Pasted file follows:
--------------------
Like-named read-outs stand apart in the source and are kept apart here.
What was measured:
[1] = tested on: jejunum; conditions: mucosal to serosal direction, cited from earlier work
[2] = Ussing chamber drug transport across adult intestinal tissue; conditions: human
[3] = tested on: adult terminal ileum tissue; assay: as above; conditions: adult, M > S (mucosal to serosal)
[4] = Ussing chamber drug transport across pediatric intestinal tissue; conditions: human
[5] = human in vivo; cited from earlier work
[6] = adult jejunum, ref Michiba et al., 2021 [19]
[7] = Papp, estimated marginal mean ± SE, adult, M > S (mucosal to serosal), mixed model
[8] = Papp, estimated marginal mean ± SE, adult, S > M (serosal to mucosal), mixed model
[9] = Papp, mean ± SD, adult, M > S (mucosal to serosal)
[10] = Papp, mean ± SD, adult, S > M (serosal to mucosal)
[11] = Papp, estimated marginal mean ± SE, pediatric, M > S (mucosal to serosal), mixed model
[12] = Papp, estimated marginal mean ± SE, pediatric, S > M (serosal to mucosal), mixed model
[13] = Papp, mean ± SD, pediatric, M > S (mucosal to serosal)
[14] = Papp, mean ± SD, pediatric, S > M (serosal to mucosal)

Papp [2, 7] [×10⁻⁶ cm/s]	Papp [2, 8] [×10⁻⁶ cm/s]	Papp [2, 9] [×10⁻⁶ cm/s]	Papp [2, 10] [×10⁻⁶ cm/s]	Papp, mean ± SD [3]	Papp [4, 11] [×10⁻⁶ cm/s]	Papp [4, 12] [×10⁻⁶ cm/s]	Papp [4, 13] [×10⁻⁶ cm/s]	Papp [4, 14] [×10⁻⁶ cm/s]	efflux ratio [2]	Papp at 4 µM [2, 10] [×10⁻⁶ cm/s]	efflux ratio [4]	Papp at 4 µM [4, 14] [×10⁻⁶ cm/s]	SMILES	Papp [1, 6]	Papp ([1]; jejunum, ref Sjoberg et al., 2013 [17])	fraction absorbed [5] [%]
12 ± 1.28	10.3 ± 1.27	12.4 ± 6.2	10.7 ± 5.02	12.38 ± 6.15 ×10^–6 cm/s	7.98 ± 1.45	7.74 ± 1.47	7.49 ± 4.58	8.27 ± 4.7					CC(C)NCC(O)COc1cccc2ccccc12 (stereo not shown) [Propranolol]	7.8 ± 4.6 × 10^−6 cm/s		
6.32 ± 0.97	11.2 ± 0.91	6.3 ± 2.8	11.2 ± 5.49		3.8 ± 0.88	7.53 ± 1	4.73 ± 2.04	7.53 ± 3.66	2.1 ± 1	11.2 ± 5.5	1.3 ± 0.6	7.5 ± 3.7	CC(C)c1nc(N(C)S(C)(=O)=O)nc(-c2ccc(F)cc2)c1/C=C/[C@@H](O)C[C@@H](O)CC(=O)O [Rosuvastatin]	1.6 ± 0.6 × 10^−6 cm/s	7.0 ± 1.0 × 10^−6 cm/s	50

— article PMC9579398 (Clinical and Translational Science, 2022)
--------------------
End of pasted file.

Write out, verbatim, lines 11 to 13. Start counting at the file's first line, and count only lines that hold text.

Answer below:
[9] = Papp, mean ± SD, adult, M > S (mucosal to serosal)
[10] = Papp, mean ± SD, adult, S > M (serosal to mucosal)
[11] = Papp, estimated marginal mean ± SE, pediatric, M > S (mucosal to serosal), mixed model